MS holds some 90% of the market share and you think they are scared! If MS were a bunch of pansies tip-toeing around the buisness computing world they would have never broken into the gaming industry. And believe me, I think Sony is the one who is scared right now, seeing there PS3 is a monstrosity right now. Sony cannot afford to absorb 4 Billion dollars on their console the way MS did on the original Xbox.

They say you can't just throw money at a problem and expect it to go away, but I'll bet if you bury it with money...
Posted by jwarren.carroll (84 comments )
Link Flag
Not scared...
just aware of the competition thats out there. The last time I checked competition is a very good thing.
Posted by Charleston Charge (362 comments )
Link Flag
700 brains??? And what to show for it?
It's a very good thing that Microsoft has money to burn, because the return on their R&D investment appears to be, well, zero. If anyone can name one outstanding, innovative idea or product that has resulted from all this research, please let us all in on it.
Posted by Norseman (1319 comments )
Reply Link Flag
Revenue. Profits. Marketshare.
Microsoft's innovation is the ability to turn ideas into cash. They make products that people actually want to buy - products that are more than just "innovative", but useful - all starting with an operating system that is both user-friendly and hardware independent.
Posted by just_some_guy (231 comments )
Link Flag
700 brains??? And what to show for it?
It's a very good thing that Microsoft has money to burn, because the return on their R&D investment appears to be, well, zero. If anyone can name one outstanding, innovative idea or product that has resulted from all this research, please let us all in on it.
Posted by Norseman (1319 comments )
Reply Link Flag
Revenue. Profits. Marketshare.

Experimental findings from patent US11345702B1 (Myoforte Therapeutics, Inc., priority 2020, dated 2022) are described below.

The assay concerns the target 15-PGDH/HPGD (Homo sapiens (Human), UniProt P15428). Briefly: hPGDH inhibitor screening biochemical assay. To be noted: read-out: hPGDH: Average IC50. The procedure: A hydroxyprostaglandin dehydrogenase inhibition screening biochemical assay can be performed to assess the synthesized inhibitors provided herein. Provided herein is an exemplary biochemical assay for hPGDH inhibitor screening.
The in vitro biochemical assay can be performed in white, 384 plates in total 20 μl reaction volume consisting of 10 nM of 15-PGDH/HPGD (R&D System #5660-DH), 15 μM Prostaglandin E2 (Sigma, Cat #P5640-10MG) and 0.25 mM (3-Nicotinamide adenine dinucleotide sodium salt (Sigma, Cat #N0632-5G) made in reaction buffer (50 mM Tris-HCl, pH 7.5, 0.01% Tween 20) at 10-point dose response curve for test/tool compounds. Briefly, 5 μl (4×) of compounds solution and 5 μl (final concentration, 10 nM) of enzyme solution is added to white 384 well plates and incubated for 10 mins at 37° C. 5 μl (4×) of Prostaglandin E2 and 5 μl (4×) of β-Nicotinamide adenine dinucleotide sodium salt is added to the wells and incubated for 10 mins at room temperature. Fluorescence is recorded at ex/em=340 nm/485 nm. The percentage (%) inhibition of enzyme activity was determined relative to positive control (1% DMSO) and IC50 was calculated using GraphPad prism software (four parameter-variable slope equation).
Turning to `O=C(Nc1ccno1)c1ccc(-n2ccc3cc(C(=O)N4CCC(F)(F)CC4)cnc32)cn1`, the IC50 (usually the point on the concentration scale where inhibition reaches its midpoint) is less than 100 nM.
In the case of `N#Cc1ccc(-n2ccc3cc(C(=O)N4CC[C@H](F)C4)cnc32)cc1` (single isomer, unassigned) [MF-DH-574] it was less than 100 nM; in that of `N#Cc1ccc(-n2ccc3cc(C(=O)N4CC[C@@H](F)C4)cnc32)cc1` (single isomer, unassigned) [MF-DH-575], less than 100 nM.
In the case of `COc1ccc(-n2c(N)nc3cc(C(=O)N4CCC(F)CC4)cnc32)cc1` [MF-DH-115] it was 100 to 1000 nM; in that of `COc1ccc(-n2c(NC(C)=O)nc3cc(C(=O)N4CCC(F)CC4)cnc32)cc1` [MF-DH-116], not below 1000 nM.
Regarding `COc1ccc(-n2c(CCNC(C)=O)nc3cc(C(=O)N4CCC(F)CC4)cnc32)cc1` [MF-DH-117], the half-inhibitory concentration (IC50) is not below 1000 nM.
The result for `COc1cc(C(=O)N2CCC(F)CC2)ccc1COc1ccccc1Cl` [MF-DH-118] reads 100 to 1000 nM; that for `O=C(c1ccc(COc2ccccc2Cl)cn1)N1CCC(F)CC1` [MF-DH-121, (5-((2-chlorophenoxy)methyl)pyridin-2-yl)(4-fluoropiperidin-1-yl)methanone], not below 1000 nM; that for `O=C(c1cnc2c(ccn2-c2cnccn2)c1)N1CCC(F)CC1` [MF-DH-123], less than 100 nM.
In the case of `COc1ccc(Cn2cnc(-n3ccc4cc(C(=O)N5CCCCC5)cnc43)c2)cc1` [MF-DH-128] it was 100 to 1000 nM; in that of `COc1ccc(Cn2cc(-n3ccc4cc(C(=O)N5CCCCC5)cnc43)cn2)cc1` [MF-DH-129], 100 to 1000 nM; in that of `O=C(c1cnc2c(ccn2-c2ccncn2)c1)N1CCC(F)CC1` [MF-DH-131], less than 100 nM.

Microsoft's innovation is the ability to turn ideas into cash. They make products that people actually want to buy - products that are more than just "innovative", but useful - all starting with an operating system that is both user-friendly and hardware independent.
Posted by just_some_guy (231 comments )
Link Flag
MS's R&D show is a farce when they are guilty of stealing most technologies
Why put energy in to inventing something when you repeatedly get away with stealing ideas from other companies and individuals?
Posted by booboo1243 (328 comments )
Reply Link Flag
Welcome to the business world
nt
Posted by Charleston Charge (362 comments )
Link Flag
MS's R&D show is a farce when they are guilty of stealing most technologies
Why put energy in to inventing something when you repeatedly get away with stealing ideas from other companies and individuals?
Posted by booboo1243 (328 comments )
Reply Link Flag
Welcome to the business world
nt
Posted by Charleston Charge (362 comments )
Link Flag
morally ambiguous
So basically, the research and development is free for progenitors of the competition. and they get to act as "career councelors" for the inventors. This is a smart way to save of R&D but at the cost of seeming underhanded. it makes me think twice about buying products made in this manner.
Posted by phillipeb (16 comments )
Reply Link Flag
morally ambiguous
So basically, the research and development is free for progenitors of the competition. and they get to act as "career councelors" for the inventors. This is a smart way to save of R&D but at the cost of seeming underhanded. it makes me think twice about buying products made in this manner.
Posted by phillipeb (16 comments )
Reply Link Flag